The American Medical Association this week adopted a new policy supporting the elimination of any government requirement that an individual must have undergone surgery in order to change the sex indicated on a birth certificate.
Across the country, state laws governing changes to a person's gender on a birth certificate is granted to applicants who change their sex by "surgical procedure" and provide a court order to that effect. Only a handful of states allow corrections to gender markers on birth certificates on the basis of "clinically appropriate treatment," as opposed to surgery, according to the AMA.
"Surgery shouldn't be a requirement to align a person's gender identity with their birth certificate," said AMA president Ardis Dee Hoven. "State laws must acknowledge that the correct course of treatment for any given individual is a decision that rests with the patient and their physician."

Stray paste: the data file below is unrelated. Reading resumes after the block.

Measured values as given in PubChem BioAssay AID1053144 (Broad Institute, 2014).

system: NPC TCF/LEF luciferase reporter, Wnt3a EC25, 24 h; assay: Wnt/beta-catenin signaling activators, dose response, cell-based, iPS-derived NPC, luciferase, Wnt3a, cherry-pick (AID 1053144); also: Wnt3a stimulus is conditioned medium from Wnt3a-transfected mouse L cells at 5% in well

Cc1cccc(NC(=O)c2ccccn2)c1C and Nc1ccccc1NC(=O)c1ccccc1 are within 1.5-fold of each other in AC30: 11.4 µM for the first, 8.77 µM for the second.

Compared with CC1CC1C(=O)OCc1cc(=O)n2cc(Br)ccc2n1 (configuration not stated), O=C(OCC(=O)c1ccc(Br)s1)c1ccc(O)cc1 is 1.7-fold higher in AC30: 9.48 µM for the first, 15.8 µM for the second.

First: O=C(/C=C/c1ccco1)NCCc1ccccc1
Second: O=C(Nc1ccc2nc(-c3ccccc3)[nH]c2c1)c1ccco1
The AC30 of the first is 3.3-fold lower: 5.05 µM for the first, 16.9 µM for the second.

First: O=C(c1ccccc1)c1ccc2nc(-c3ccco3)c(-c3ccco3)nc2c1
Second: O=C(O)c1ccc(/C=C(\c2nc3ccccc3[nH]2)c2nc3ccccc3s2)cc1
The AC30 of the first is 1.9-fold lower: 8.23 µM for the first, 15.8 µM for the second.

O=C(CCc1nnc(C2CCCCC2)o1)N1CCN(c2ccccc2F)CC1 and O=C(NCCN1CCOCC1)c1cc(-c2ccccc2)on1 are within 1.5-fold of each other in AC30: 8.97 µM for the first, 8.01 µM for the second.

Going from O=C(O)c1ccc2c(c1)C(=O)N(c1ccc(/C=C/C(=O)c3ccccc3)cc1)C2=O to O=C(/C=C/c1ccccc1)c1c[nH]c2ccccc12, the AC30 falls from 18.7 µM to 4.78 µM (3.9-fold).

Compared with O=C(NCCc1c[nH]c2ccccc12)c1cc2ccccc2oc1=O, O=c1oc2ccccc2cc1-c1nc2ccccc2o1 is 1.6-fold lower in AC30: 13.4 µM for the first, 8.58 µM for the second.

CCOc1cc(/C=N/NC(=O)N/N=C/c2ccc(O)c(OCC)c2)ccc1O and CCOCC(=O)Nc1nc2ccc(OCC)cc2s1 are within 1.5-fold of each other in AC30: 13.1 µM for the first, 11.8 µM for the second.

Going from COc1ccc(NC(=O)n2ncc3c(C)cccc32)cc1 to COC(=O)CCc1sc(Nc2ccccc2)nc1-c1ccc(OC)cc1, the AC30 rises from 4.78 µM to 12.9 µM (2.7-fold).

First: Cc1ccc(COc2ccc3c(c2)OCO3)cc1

The AMA rejected "gender affirmation surgery" as the guiding requirement for changing birth certificates as inconsistent with current medical standards.
The new AMA policy also supports that any change of sex determination on an individual's birth certificate must not hinder access to medically appropriate preventive care.
Medical options for transgender people include a medically appropriate combination of mental health care, social transition, hormone therapy, in addition to the option of sex reassignment surgery, the medical group agreed.
"Depending on what gender is recorded in these records, certain treatments, screening and procedures may be disallowed, despite the fact that best medical practices require adequate screening and treatment of a person, regardless of the person's gender identity or gender transition," said Hoven. "The AMA seeks to ensure that transgender patients always receive appropriate preventive care regardless of whether or not it matches with the gender on the birth certificate."
The new policy was adopted at AMA annual meeting during the first business session of the House of Delegates, the primary policy-making body of the nation's largest physician organization.